So, Nathan, time to share!
What do you want to tell the blogosphere about yourself today?
In reality, I’m just another ASU student. Every student at ASU has to learn practical skills in their chosen major, and The State Press was the place for me. I started at the paper as a sophomore and began covering local police. Surprisingly, covering police is the first job of many young reporters. It was difficult, and you have to learn how to ask questions in the best way possible, especially dealing with officers that don’t like talking to the media.
When I was 19, my first breaking story was about a bunch of alcohol arrests on top of a local apartment complex. It was exhilarating! My editors were very happy with the quick turn-around of the story, but the apartment complex was not happy with us at all (which is to be expected). It really opened my eyes to the speed of the media.
I made myself really busy at the time and started covering the ASU women’s tennis team as well. That team was much more laid back than the police officers, so it was a nice change of pace. The coach, Sheila McInerney, guided me as a young sports reporter and showed me some great ways to find stories. It was because of her that I really pushed myself in the sports field and climbed the ladder to be Sports Editor two semesters later.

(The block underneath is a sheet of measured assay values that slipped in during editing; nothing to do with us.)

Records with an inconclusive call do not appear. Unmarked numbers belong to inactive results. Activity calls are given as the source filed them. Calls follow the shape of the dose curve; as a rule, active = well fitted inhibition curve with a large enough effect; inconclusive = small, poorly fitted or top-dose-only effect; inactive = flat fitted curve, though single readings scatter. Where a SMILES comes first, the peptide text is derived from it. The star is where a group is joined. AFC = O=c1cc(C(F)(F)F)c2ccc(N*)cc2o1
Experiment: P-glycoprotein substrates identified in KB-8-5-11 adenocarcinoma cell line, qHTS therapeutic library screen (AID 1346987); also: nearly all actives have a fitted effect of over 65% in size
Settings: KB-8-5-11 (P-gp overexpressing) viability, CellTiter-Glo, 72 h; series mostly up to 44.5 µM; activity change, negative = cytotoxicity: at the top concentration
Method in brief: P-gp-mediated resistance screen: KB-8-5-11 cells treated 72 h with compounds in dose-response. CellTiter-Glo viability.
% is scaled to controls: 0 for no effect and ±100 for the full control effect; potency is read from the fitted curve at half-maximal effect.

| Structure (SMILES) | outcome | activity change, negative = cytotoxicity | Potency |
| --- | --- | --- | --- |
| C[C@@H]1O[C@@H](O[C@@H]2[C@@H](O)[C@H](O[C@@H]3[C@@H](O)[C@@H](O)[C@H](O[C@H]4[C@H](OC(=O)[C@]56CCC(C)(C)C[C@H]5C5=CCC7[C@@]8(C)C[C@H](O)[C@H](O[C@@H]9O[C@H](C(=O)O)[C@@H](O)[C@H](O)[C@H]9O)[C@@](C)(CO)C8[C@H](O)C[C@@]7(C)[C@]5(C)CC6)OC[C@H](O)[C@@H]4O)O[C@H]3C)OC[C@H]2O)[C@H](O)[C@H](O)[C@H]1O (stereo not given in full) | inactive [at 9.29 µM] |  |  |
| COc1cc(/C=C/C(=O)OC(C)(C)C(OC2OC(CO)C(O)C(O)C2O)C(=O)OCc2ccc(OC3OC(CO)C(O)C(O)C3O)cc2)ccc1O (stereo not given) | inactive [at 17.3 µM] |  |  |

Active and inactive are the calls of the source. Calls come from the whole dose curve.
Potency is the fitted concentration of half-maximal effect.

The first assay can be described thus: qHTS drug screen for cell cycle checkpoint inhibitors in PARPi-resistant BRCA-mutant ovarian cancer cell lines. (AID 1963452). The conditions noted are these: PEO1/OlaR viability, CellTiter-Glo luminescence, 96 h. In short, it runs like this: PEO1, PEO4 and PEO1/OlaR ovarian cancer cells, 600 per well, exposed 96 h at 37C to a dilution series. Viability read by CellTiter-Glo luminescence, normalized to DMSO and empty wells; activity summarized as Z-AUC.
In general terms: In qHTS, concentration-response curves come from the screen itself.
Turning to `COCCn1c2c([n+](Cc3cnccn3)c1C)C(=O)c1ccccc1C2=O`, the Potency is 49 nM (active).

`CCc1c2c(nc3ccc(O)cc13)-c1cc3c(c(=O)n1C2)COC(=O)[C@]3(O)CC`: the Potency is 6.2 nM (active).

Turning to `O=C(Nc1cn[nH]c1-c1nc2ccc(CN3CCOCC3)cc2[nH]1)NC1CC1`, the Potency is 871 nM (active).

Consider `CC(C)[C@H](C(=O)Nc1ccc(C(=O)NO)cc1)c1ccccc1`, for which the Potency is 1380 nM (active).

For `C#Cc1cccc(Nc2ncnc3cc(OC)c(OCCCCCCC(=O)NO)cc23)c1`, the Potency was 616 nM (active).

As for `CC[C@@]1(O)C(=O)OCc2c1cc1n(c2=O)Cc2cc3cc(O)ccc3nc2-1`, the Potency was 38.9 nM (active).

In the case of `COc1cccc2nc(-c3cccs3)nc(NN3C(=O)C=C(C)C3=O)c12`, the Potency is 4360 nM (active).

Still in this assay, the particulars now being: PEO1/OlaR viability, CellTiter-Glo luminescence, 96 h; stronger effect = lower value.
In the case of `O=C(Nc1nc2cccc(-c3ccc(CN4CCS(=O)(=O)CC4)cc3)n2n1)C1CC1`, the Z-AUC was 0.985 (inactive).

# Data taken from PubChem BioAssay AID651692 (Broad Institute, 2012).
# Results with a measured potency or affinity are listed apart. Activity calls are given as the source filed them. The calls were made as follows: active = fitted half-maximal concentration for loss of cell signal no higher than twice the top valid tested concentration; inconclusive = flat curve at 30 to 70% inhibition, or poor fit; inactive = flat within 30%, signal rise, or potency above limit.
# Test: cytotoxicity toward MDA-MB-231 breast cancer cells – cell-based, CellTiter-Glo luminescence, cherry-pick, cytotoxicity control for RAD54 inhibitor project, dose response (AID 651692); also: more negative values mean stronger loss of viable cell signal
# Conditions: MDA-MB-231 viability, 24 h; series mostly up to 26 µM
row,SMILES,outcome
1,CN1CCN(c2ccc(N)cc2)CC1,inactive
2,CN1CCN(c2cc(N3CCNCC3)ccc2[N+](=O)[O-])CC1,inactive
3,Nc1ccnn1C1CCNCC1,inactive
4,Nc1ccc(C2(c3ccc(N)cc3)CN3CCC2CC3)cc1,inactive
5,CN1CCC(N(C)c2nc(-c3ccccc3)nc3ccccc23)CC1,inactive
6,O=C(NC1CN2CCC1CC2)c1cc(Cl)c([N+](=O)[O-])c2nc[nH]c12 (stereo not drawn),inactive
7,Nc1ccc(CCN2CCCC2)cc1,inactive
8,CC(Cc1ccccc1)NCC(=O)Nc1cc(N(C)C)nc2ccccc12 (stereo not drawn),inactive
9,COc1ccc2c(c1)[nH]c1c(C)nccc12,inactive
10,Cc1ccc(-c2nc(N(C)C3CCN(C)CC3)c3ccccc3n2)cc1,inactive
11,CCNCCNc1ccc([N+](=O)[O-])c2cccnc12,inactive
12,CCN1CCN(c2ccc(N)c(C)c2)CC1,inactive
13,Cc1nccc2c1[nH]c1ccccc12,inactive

The job gave me the opportunity to cover Anthony Robles, the national champion ASU wrestler who was born with one leg. I was able to sit down with his mother and old high school coaches to tell a great story about how he started wrestling. The story actually won me my first award as a writer.
Today, I’m Editor-in-Chief of the State Press, bossing people around and make sure everyone is happy. It’s a great position, and I love working with so many great young journalists that still believe that journalism is an integral part of American society. We are often told that our profession is failing and that we may never find a decent job; but we love what we do, and we know that it can be used to serve a great public purpose.
I try to tell people that media members aren’t these evil beings that are only out to get a story. Good reporters try to personalize themselves to the reader. Yes, I am an editor of one of the largest student newspapers in the country, serving the largest university in the country, but I’m also a 21-year-old ASU student. I am an Arizona Rattlers fan and a Phoenix Suns fan. I watch 30 Rock on the weekends for entertainment and answer “42” when I am confused in math class. Journalists can be everyday people, too, and most of us aren’t out there to get you.